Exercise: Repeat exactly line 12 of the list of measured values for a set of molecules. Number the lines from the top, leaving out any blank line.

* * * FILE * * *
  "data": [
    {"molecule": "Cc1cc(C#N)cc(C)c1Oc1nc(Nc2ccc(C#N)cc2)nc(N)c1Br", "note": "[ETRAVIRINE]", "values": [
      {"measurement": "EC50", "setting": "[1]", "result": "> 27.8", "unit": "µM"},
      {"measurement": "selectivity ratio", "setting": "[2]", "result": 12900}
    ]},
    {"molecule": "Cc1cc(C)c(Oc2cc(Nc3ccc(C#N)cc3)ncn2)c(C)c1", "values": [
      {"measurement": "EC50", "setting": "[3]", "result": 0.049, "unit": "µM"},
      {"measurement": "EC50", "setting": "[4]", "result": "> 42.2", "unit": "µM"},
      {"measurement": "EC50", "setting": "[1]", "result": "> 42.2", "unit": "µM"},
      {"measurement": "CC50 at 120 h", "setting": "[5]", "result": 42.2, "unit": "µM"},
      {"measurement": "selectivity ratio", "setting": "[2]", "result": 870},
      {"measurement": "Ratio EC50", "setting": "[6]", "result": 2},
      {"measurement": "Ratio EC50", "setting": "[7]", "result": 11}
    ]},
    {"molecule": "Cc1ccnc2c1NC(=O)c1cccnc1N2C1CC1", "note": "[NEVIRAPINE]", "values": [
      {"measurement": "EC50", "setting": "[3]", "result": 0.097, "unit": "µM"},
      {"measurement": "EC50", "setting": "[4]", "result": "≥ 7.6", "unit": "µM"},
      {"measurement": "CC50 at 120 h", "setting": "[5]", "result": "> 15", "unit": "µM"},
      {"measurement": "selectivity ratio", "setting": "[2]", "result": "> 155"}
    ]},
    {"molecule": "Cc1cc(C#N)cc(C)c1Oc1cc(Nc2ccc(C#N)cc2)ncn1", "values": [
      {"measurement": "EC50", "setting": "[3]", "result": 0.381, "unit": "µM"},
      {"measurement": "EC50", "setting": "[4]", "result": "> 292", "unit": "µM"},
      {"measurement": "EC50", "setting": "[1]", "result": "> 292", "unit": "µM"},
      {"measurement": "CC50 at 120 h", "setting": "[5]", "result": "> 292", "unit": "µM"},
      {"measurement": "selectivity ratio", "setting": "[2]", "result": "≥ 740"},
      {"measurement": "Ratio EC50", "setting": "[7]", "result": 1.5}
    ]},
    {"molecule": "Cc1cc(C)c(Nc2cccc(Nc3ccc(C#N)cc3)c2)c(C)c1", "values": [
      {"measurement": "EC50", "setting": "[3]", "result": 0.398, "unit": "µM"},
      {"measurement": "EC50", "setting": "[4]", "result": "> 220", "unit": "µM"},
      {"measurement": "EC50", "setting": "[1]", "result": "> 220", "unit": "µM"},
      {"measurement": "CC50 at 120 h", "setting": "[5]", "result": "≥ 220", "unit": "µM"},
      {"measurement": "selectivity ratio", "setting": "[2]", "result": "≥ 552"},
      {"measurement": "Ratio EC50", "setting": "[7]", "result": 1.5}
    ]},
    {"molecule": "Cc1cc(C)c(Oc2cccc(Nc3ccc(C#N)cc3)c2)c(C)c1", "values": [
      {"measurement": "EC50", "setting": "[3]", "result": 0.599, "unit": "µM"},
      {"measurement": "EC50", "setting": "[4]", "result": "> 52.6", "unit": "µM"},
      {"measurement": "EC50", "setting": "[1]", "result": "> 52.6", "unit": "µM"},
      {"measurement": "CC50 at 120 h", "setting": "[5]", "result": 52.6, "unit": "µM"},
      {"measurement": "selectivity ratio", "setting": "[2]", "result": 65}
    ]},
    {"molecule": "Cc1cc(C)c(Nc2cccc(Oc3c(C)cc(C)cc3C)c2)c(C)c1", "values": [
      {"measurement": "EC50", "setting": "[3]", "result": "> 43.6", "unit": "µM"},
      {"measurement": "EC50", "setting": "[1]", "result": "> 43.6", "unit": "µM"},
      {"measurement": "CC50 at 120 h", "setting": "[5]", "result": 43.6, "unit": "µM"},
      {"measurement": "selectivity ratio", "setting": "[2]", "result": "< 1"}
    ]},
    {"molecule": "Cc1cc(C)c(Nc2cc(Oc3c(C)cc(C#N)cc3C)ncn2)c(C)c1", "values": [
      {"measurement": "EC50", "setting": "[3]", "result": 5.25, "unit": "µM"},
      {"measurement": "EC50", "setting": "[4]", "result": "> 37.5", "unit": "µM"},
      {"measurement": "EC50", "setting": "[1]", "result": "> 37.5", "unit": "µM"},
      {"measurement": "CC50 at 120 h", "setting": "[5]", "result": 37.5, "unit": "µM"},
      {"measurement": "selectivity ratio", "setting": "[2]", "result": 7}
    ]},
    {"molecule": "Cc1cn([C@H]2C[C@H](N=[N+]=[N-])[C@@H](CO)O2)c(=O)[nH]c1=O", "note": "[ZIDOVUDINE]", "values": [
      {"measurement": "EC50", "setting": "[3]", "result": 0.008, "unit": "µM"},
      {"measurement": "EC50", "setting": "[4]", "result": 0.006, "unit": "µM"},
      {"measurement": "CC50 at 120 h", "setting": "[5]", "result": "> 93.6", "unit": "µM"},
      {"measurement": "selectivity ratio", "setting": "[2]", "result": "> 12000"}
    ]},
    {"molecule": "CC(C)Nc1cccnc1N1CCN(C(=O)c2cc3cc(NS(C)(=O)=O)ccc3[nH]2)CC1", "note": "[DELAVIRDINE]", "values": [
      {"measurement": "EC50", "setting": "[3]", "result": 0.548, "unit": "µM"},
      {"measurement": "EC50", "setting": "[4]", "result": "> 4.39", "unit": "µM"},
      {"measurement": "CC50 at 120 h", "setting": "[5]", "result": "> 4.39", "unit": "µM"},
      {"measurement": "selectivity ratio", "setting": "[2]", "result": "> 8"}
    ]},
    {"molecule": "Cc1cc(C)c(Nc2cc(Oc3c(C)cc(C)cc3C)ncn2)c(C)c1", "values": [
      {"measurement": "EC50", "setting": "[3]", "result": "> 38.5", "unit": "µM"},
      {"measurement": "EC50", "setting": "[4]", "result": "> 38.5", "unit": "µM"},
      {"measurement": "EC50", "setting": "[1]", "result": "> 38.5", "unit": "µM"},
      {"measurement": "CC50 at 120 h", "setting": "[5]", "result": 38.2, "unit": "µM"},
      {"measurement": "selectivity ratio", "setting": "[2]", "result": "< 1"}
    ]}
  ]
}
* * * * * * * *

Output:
      {"measurement": "Ratio EC50", "setting": "[6]", "result": 2},